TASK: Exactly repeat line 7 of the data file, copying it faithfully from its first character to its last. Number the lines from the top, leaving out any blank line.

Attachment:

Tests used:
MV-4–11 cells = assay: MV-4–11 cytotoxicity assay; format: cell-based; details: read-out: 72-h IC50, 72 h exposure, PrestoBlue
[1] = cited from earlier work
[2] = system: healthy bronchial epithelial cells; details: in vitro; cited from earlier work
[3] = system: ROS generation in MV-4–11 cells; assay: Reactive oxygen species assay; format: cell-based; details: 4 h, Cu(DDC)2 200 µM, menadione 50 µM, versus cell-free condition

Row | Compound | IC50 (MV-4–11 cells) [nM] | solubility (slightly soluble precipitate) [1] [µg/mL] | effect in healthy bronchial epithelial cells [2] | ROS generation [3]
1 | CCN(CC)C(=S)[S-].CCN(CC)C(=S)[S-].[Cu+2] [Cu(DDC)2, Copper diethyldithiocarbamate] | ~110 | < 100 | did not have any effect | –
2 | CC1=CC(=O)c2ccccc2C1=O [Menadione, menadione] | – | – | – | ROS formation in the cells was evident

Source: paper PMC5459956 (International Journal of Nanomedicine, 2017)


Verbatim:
1 | CCN(CC)C(=S)[S-].CCN(CC)C(=S)[S-].[Cu+2] [Cu(DDC)2, Copper diethyldithiocarbamate] | ~110 | < 100 | did not have any effect | –